What could happen now it has been approved?

Operation Warp Speed says that vaccine deliveries will begin within 24 hours of approval.

“We have made sure that this vaccine will be free, for all Americans,” Mr Trump said in a recorded video posted to Twitter.

“We have already begun shipping the vaccine to every state and zip code in the country. The first vaccine will be administered in less than 24 hours.”

Pfizer plans to have 6.4 million doses ready for the US in its first rollout round in late December.

Because two injections are required per person, that is enough for three million people, out of a total US population of 330 million.

Federal officials at the Centers for Disease Control and Prevention (CDC) say the nation’s 21 million healthcare workers should be prioritised first, as well the three million elderly Americans living in long-term care homes.

But there is less consensus on how states should distribute it to other groups. The nation’s approximately 87 million essential workers are expected to be next in line for the jab, but it will be up to states to decide which industries to prioritise.

Mr Trump said vaccines “will vanquish the virus and return life back to normal”. But officials say vaccinations for groups that are not at a high risk are expected to take place in the spring of 2021.

A second vaccine, developed by Moderna and the National Institutes of Health, is also seeking emergency approval in the US. Like the Pfizer vaccine it requires a second round of injections.

Related Topics



Source link

0
Continue Reading

Politics

Pelosi to move forward with impeachment if Pence doesn’t act to remove Trump

210108 pelosi ap 773

“In protecting our Constitution and our Democracy, we will act with urgency, because this President represents an imminent threat to both,” Pelosi said in the letter to Democrats on Sunday night laying out next steps.

The House will try to pass a measure on Monday imploring Pence to invoke the 25th Amendment, through which he and the Cabinet declare Trump “incapable of executing the duties of his office, after which the Vice President would immediately exercise powers as acting president.” If Republicans object, as is virtually certain, Democrats will pass the bill via a roll call vote on Tuesday.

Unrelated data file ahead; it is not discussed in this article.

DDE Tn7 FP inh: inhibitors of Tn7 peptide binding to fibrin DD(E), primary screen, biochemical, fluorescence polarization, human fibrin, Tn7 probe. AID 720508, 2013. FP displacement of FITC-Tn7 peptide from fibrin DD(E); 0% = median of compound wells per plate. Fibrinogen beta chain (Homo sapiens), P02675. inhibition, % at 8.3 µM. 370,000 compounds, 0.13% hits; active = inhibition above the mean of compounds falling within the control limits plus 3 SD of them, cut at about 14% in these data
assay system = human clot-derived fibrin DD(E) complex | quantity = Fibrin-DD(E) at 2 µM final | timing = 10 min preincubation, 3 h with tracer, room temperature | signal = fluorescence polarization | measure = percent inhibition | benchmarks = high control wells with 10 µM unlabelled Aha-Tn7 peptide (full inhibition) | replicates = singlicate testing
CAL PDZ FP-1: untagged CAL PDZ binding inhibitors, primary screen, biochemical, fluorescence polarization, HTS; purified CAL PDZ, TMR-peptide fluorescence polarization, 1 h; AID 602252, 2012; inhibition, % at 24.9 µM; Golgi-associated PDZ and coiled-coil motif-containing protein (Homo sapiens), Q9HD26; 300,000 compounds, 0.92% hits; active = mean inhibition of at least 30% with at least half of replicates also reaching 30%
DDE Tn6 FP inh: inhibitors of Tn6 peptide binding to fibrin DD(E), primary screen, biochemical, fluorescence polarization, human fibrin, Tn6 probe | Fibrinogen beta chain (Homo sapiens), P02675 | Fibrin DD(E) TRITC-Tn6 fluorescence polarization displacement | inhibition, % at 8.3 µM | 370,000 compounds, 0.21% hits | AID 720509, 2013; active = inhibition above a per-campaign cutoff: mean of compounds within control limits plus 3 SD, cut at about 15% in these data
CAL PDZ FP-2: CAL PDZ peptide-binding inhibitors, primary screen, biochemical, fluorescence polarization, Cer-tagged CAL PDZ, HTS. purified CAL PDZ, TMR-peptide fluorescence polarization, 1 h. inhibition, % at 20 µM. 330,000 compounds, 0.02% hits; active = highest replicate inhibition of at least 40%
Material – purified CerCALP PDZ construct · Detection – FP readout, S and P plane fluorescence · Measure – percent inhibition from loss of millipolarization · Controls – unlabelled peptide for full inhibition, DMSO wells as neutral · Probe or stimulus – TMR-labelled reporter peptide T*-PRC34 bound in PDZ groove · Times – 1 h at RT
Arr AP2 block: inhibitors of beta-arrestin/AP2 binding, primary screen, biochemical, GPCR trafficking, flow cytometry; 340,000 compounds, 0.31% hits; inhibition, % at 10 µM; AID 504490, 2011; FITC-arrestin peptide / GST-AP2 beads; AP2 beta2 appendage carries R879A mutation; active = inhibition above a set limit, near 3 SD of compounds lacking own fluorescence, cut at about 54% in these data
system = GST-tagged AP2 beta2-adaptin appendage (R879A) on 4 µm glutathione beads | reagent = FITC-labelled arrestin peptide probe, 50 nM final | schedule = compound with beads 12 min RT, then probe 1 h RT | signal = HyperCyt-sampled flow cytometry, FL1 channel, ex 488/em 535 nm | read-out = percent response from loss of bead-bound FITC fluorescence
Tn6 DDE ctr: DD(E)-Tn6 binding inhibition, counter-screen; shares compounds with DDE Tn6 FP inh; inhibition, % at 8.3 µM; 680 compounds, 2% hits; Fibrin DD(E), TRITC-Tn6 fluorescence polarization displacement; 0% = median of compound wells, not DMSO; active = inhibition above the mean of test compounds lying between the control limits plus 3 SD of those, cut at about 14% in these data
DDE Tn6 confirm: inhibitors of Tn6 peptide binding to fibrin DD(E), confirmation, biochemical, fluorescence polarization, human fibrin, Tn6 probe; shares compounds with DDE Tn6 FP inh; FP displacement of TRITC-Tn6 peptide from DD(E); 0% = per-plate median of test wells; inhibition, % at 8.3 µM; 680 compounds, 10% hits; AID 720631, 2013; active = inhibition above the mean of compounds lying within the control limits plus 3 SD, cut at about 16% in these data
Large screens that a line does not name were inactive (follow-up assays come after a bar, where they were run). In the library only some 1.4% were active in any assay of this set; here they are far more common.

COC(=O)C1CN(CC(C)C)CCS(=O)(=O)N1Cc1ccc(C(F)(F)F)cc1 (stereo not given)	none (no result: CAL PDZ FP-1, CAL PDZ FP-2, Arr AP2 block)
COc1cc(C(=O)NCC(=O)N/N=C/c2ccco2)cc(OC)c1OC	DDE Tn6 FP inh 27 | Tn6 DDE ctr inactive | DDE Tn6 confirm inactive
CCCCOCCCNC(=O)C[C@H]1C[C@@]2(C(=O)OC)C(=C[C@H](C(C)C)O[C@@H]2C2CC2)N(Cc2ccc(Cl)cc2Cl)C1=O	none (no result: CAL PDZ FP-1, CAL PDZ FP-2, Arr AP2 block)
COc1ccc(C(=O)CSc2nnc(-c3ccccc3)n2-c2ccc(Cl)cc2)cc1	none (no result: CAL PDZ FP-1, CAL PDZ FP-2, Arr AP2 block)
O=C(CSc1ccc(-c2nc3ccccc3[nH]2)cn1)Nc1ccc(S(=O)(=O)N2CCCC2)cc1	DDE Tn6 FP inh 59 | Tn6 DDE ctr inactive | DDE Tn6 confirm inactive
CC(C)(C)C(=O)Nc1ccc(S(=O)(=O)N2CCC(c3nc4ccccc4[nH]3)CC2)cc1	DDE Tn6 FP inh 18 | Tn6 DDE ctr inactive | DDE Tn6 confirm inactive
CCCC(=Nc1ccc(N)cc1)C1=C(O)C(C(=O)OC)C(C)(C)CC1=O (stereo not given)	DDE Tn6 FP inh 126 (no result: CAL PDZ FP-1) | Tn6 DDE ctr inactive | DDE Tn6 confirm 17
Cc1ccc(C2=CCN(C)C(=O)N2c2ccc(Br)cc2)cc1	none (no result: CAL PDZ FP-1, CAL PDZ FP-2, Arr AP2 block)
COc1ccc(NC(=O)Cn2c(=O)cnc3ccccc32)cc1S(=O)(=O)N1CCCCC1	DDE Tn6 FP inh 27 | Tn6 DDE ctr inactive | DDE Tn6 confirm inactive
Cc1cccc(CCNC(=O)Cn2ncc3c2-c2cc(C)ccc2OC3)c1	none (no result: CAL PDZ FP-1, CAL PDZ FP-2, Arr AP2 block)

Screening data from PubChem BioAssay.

“We are calling on the Vice President to respond within 24 hours,” Pelosi wrote. “Next, we will proceed with bringing impeachment legislation to the Floor.”

But it’s not clear when exactly the Senate will take up the House’s measure. The Senate isn’t scheduled to return until Jan. 19, but will hold pro forma sessions on Tuesday and Friday. In theory, a senator could try to pass the House resolution by unanimous consent, but as of now it appears unlikely that it would pass.

On Monday, multiple House Democrats plan to introduce impeachment resolutions that would become the basis of any impeachment article considered by the House later this week.

Rep. David Cicilline (D-R.I.), who will introduce an article of impeachment against Trump on Monday, said on Sunday that roughly 200 Democrats have co-sponsored the measure.

Currently, 211 voting members (plus three nonvoting members) support Cicilline’s legislation, and they are hoping to reach 217 voting members by Monday morning, enough for the House to impeach Trump, one Democratic source familiar with the matter told POLITICO.

A small number of Democrats have opted not to co-sign the bill, but privately say they will vote to support the resolution on the floor, the source added.

The impeachment effort in the House is likely to be bipartisan, with Democrats expecting at least one GOP lawmaker — Rep. Adam Kinzinger of Illinois — to sign on. A handful of other House Republicans are seriously weighing it, according to several sources, though those lawmakers are waiting to see how Democrats proceed, and some are concerned about dividing the country even further.

Among the GOP members whom Democrats are keeping an eye on are Reps. John Katko of New York, Brian Fitzpatrick of Pennsylvania, Fred Upton of Michigan, Liz Cheney of Wyoming and Jaime Herrera Beutler of Washington.

Across the Capitol, at least two Republicans — Sens. Pat Toomey of Pennsylvania and Lisa Murkowski of Alaska — have called on Trump to resign. On Saturday, Toomey told Fox News, “I do think the president committed impeachable offenses,” but told CNN the next day that he does not believe there is enough time to impeach.

Sen. Ben Sasse (R-Neb.) has also said he would consider articles of impeachment.

Another option has emerged among some Republican and moderate Democratic circles — censuring Trump — though it remains highly unlikely to advance.